INK IN THE BLOOD
That has been the case recently when the Rupert Murdoch-owned British newspaper News of the World, in London, made the headlines then was summarily closed by the Australian media mogul.
Brief ly, some News staffers admitted to not only hacking into phone voice mails for elected officials in England but of private citizens as well and to having threatened police.
First of all, there seems to be more of a propensity for sensationalism in the news in both England and Australia, the two strongholds of Murdoch publications and broadcast networks, than there is in America. Your big media centers — New York, Los Angeles, Chicago, Miami and Washington, D.C. — have a somewhat smaller amount of screaming headlines than do the British and the Aussies.
Community newspapers, such as the one you’re reading, rarely have a story that can be sensationalized (thankfully) and it’s doubtful this paper or any other like it would sensationalize it. Oh, sure there are large headlines for any story that has a major impact on a community but not the kind of headlines you see in these sensation-seeking papers. And, the stories under screaming headlines in the sensationalized markets read just as “breathtakingly” as the banners that cry for you to read the story and that issue of the newspaper. Think “Hollywood scandal sheet” and you get the idea a little better about what all this “sensational business” is about.
First of all, British and Australian papers rely on street sales much more than do American newspapers. Community papers are inclined to publish mostly once a week although there are some twice- and thrice-weekly papers and some small dailies that fill the community bill. Even for those small dailies, street and news rack sales are a drop in the bucket even compared to America’s larger dailies.
Small town papers like it that way.
Although, one shouldn’t make the mistake of thinking the local community newspaper will ignore a big story. It will probably merit a banner headline but don’t look for SCANDAL! to appear in threeinch high letters.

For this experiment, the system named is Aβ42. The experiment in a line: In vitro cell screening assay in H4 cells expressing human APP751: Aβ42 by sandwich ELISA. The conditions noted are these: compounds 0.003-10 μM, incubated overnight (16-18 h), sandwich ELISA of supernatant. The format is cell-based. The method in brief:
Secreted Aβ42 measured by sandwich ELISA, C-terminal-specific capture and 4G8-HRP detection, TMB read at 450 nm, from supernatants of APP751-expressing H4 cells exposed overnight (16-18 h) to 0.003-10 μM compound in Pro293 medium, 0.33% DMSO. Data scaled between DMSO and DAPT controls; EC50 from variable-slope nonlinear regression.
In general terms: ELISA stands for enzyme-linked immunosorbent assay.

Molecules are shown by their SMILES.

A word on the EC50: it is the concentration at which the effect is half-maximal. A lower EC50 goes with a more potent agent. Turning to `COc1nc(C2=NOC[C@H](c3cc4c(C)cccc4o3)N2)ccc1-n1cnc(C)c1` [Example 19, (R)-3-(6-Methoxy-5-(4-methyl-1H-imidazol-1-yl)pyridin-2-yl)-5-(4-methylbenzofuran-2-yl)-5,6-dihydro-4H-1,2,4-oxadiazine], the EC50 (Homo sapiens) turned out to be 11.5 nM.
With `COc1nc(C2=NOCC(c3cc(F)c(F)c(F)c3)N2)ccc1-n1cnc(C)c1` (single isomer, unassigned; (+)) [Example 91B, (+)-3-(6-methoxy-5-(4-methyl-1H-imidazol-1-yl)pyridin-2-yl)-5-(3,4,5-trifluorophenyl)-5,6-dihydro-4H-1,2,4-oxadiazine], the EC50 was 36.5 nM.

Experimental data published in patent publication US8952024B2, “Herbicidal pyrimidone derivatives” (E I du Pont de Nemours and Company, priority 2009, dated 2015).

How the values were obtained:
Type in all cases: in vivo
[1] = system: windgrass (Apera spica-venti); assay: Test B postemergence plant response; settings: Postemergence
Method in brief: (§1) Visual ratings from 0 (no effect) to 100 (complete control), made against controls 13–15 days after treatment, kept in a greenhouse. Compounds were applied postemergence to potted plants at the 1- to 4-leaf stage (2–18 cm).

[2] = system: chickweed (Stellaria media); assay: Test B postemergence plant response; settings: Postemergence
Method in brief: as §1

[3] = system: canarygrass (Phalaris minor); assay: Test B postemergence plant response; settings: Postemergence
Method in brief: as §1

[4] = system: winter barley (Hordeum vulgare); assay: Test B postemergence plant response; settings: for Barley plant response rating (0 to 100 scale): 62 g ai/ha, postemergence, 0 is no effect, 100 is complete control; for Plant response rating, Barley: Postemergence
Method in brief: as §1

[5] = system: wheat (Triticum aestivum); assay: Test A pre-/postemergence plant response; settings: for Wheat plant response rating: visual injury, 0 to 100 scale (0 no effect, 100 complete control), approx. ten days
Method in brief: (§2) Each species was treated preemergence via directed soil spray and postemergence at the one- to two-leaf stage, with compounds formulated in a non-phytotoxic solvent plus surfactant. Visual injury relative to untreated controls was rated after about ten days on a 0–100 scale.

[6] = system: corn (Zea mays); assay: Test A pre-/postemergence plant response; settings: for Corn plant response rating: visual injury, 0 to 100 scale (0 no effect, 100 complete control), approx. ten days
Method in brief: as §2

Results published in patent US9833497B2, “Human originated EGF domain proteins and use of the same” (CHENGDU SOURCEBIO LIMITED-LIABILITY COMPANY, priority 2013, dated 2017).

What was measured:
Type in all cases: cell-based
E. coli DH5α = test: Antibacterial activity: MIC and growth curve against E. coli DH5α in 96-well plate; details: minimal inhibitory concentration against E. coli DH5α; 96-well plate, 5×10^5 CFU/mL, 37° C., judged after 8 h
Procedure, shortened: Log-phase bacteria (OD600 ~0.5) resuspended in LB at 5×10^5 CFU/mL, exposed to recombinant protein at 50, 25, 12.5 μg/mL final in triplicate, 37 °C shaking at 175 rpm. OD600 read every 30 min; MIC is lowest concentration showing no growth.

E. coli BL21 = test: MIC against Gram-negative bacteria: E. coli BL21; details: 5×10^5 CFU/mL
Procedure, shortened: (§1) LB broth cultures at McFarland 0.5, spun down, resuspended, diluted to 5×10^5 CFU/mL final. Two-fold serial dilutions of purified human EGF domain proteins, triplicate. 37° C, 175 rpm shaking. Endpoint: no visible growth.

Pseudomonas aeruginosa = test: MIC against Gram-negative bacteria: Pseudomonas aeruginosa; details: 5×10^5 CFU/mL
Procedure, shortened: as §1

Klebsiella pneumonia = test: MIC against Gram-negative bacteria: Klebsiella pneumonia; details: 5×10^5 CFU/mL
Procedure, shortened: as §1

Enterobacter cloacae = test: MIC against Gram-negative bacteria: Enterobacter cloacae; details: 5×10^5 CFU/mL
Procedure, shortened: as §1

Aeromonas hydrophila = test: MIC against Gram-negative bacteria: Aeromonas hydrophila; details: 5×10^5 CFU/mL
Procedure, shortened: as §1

More often than not, a community newspaper banner headline will be about something good happening in their town. Gossip is relegated to coffee shops, tea rooms and back fences. Yes, there’s no denying that we Americans love our gossip.
But not in our community newspaper. Apparently there are stronger libel and slander laws in America than in England, Australia and much of Europe.
Only once in six decades in the newspaper business have I been privy to a “wire tap.” That came in the early 1960s in a county adjacent to Harris County (Houston). This bit of eaves-dropping was done by the police. They were listening to the phone of a prostitute, heavily involved in drug trafficking. These men in blue were really anxious about making a raid on the drug ring because the gang boss was a former police chiefmayor of this town. They wanted to put him away.
Finally, word came down that a shipment was being received from Mexico and would be broken up and taken by several runners into Houston for dispersement to dealers there.
I did a nervous trail-behindtag along with the police raiders who went barreling in as the bales of marijuana were being broken up into smaller packages for “mules” to haul into a waiting Houston market.
The big boss left less than five minutes before the raiders hit. However, law enforcement arrested all the mules and runners and, at least temporarily, put the drug dealers out of business.
Two days later, the prostitute, whose phone the deputies tapped, wrapped a sheet around herself and her baby and walked off into a river and drowned, victims of a soon-burgeoning drug business in Houston and Texas.